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  1. Another idea ocurred to me, about Ranked Talents. Currently my solution to Ranked Talents has been to alter them so that they are Unranked and also buffed up, to a degree depending on where I put them in the Talent Tree. But here's an alternative idea. 1. There are still Ranked Talents and they start out the same as they currently do in the RAW 2. Ranked Talents do not appear more than once in a single Tree. 3. If you have acquired a Ranked Talent, instead of choosing a new Talent, you always have the option of "Leveling Up" the Ranked Talent you have. 4. In order to Level Up a Talent, spend a number of XP = XP cost of the rank preceding it multipled by 2. So a Talent you purchased for 5 XP will cost 10 XP to rank up, and then 20. For example, you've acquired Grit for 5 XP. You can go ahead and choose Black Market Contacts for 5 XP if you want. Or you can Level Up Grit to Rank 2 for 10 XP. You don't move along the Tree to get the next Rank. Instead you spend more XP in the same spot. This system keeps the Talent Tree at the same size (visually) to the trees in the RAW, but retains Ranked Talents and takes longer to get through than a single Talent Tree does in the RAW. With a system like this, Dedication can be Ranked. It costs 25 XP to take Dedication Rank 1, which improves a single Characteristics by 1. It will cost 50 XP to take Dedication Rank 2, improving a second Characteristic by 1.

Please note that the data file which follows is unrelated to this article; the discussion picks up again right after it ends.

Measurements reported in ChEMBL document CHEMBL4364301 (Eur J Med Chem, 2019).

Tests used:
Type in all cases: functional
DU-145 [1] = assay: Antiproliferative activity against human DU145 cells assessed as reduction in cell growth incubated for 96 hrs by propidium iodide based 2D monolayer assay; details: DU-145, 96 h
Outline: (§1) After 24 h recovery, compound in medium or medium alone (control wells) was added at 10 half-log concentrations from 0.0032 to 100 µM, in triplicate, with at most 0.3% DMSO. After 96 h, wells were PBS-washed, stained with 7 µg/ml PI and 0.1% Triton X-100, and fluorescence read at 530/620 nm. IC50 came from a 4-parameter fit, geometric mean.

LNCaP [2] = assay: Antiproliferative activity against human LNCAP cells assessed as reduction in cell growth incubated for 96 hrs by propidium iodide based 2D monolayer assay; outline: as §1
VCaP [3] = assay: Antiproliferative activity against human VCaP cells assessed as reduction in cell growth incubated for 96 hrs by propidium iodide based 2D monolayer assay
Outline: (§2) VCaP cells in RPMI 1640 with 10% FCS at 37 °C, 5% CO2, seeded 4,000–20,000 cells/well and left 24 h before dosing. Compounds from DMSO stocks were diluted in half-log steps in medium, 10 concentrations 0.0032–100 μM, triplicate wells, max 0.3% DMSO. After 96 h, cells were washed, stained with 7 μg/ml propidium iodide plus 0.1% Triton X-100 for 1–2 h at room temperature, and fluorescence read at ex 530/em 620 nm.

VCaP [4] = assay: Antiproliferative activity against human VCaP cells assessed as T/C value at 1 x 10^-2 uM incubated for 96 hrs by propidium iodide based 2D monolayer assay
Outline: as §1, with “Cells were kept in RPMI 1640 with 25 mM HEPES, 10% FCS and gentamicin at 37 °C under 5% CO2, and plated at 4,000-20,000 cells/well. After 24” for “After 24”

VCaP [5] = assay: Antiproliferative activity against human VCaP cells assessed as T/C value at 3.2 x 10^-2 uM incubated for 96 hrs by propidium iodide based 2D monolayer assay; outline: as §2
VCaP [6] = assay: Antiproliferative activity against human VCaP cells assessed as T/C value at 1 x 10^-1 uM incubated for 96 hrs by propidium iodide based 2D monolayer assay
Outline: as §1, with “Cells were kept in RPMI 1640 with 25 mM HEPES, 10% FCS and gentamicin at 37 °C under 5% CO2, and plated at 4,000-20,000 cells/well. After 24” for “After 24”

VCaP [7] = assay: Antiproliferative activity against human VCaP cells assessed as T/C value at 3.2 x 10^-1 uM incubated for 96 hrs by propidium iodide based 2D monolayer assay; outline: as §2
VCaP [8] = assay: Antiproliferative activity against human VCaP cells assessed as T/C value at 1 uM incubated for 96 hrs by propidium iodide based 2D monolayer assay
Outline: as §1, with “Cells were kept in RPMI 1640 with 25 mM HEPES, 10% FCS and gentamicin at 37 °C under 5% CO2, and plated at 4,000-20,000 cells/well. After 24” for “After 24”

2. I haven't thought about this yet. Thanks for bringing it up. One thing I may look at doing is making every Career Tree unique in it's selection of Talents, and then creating a universal spec tree with the common talents ... Although that would require much more work on my part in various ways. Another idea floating around in my head (which I'm leaning more towards) is to have specific cross-Career Talents that can be "dragged and dropped" into a Tree specifically when a Talent you already have is encountered. That is to say, a Smuggler who becomes an Ace Pilot and comes across the Tenacity Talent (which is my version of Grit + Toughened), can instead choose to take a stand-by Talent from a list which can only be acquired in this type of situation. I'll think about it Edited: Option C 1. Every Career Tree consists of unique Talents. May require designing new ones. 2. Universal Talents exist. They're not a part of any Tree but they do have XP costs (5, 10, 15, 20, 25). 3. Instead of picking a Talent from your tree, you can choose to take a Universal Talent so long as you have the XP.